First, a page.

Postcards from Randy. See me. Pupae. Where is she (Batman voiceover). Mrrph.

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Belize Adventure Reflections: Wrap-Up

What an adventure. So many miles traveled, wisdom gained, and personal growth has taken place during these past two weeks. I can vividly recall everyone sitting outside KWG 100 that first morning, eagerly awaiting what was to come and the cleanest we ever were. I have learned so much since then, and in the past hours as I have struggled to figure out how to sum up everything I want to say about this experience, I have realized that it’s almost impossible to put it all into words without writing a novel or two, but I will do my best here.

We were fortunate enough to visit two of the most beautiful and biologically diverse ecosystems in the world during our time in Belize: the tropical rainforest and the coral reef. Though these two ecosystems appeared very different to me at first, a closer examination revealed that they share many similarities. From the many layers of the rainforest canopy and the abundance of leaf litter canvasing the rainforest floor to the shallow sea grass beds and the wide range of coral structures in the reef, both ecosystems contain countless diverse niches and microhabitats that have the capabilities for a myriad of organisms and species flourish.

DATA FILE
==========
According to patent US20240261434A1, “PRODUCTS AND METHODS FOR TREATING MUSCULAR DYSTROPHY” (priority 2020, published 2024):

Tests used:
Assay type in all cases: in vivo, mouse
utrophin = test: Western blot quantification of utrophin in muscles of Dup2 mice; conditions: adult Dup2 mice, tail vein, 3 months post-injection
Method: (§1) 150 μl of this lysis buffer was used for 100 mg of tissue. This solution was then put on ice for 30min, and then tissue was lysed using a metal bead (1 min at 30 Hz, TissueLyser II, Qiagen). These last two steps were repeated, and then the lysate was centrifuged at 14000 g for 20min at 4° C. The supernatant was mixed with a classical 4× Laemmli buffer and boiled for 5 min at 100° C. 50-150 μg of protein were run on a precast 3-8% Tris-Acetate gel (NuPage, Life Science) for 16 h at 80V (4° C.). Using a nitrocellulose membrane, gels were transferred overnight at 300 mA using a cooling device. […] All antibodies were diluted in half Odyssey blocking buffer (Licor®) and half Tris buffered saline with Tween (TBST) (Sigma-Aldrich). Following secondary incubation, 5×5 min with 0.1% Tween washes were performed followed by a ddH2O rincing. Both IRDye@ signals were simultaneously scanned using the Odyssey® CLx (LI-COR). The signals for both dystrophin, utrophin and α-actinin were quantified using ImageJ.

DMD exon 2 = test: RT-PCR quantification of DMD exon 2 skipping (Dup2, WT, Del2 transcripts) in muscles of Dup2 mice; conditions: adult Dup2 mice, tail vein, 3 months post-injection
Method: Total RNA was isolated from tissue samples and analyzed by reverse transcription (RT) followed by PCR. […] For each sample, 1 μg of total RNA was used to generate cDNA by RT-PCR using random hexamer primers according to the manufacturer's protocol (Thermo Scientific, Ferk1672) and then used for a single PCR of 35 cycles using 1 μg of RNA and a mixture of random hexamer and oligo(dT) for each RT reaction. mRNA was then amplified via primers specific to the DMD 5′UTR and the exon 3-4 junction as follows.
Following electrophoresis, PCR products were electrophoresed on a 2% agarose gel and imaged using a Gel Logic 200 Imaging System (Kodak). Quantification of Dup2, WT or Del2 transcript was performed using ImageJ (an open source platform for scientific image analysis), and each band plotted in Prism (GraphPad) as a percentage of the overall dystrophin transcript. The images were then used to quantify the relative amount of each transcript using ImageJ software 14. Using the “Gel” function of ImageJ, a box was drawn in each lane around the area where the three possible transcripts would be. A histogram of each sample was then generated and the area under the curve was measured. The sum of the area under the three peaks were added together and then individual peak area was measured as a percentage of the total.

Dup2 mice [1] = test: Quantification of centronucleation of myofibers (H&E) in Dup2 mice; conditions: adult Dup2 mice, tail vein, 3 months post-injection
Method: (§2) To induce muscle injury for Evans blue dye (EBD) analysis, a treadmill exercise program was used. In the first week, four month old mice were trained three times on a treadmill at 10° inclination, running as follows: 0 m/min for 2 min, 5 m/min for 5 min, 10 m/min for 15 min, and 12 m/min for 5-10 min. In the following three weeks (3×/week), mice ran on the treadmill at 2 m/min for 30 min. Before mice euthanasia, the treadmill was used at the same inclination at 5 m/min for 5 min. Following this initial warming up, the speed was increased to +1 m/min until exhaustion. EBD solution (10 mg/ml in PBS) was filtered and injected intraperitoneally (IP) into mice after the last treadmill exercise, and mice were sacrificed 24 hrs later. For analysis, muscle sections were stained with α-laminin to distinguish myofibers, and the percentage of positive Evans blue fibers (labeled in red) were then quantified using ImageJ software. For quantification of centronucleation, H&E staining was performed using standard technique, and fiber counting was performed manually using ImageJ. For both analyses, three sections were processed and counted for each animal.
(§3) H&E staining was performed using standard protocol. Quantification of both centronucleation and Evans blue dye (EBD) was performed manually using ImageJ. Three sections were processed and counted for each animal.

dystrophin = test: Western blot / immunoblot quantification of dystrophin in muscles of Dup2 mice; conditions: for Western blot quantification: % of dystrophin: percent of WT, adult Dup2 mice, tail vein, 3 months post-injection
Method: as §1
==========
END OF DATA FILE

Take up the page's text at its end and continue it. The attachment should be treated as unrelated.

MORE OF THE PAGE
The coral reef
A glimpse up into the canopy of the Chiquibul Rainforest
A glimpse up into the canopy of the Chiquibul Rainforest

Along the same lines, the complexity and depth of both of these ecosystems are things that I feel I had an idea of before but didn’t truly grasp until I was totally immersed in them for the two weeks. For example, looking carefully at what appears to be a simple leaf-covered path in the forest can reveal several termites and beetle species under a log, a variety of arachnids skittering along the surface of the leaves, and snakes hidden just under them. Similarly, studying a mound of coral colonies might show Christmas tree worms burrowed into the polyps, sea urchins wedged into the crevices, and macroalgae growing in patches.